Expedition Denali isn’t meant to right past wrongs of bigotry in mountaineering. Rather this initiative aims to demonstrate that despite so few current participants people of color do indeed have a place in this world of adventure. Upon their successful return from Denali each of the team members will go back to their respective communities across the country and share that message of inclusion. Connecting directly with young people of color in particular the Expedition Denali team will serve as role models who share many of the same life experiences and aspirations for the future. This national outreach initiative will include the distribution of feature-length documentary film and a non-fiction account of the climb to be published by the Mountaineers Books.
In answer to my query online I discovered that the first African-American to climb Denali was a Boeing engineer from Seattle named Charles M. Crenchaw. Part of the 1964 McKinley Expedition Crenchaw made it to the top of America the same year the Civil Rights Amendment was signed into law. At a time in this country when millions of African-Americans were denied the right to vote as well as many other liberties we take for granted one man took it upon himself to fulfill his own dream in the world of climbing.
Crenchaw would go on to climb Denali again the following year and through his career he also summited Mount Rainer, Aconcagua and several other notable peaks . He was a member of the Seattle Mountaineers as well as the American Alpine Club having served on the board of each for many years. Crenchaw died in 1998, well regarded by his friends and fellow climbers in Seattle. But with no children of his own he passed away quietly with no one to share his legacy so that future generations might be inspired by not only his courage as a climber but the contributions he made to the mountaineering community as a whole.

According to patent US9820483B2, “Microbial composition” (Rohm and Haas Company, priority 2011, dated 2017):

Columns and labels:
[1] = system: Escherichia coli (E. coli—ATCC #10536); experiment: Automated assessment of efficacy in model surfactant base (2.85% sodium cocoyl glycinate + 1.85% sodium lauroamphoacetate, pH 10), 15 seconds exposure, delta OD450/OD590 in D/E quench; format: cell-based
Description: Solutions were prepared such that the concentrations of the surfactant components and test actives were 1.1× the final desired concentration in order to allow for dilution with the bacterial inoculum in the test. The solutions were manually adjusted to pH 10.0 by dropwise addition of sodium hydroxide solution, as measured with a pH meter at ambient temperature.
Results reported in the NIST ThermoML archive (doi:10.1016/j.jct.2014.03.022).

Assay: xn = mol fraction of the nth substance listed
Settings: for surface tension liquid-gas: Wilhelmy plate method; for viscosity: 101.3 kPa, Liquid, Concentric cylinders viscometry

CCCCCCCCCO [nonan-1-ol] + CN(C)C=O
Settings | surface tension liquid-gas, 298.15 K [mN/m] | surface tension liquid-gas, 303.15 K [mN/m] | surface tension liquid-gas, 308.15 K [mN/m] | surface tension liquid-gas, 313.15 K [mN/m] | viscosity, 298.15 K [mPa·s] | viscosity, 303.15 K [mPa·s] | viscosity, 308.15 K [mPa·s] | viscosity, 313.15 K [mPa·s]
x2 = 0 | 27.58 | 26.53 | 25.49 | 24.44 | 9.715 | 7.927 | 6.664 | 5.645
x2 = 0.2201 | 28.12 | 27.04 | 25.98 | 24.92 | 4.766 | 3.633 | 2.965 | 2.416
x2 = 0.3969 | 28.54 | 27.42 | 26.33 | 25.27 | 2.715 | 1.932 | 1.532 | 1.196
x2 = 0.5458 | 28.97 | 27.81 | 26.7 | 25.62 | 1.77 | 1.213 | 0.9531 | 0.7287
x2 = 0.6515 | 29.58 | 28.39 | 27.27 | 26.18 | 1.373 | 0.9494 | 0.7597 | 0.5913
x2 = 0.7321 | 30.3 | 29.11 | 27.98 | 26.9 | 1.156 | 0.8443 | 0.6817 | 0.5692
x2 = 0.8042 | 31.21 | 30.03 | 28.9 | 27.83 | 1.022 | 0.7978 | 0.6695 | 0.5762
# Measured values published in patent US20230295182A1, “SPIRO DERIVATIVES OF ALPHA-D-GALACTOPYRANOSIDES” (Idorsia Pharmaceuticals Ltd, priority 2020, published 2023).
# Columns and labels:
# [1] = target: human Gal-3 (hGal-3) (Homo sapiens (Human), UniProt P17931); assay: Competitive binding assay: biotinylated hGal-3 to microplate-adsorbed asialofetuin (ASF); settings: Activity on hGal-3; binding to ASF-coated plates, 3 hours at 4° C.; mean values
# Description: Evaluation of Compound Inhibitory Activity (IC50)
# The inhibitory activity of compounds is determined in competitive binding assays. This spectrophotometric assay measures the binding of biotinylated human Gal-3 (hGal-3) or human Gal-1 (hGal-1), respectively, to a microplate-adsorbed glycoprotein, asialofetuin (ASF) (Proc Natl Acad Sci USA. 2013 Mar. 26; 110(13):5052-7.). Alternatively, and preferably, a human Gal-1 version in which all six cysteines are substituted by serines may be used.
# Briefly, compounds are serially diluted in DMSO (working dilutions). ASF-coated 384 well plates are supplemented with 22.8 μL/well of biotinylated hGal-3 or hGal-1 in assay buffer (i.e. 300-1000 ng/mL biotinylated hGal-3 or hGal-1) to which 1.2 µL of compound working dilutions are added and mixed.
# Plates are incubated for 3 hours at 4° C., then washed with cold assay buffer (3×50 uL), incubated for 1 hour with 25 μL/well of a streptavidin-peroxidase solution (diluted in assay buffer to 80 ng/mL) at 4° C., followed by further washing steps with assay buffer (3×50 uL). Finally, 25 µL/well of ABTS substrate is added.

The obligation and privilege to share Crenchaw’s story now falls to me. As a journalist and supporter of diversity in outdoor recreation I have the rare opportunity to impart upon aspiring adventurers young and old the knowledge that they are part of a great tradition of mountaineering that continues through this day. Expedition Denali is the next chapter in an ongoing story that truly matters.
A version of this story originally appeared in the National Geographic Adventure Magazine blog Beyond the Edge on May 9, 2013
Thanks to the more than 700 backers on Kickstarter whose financial contributions helped us to conclude a successful campaign to raise the funds necessary to produce a feature-length documentary film on Expedition Denali.
The Joy Trip Project is made possible with the support of sponsors Patagonia, Rayovac and the New Belgium Brewing Company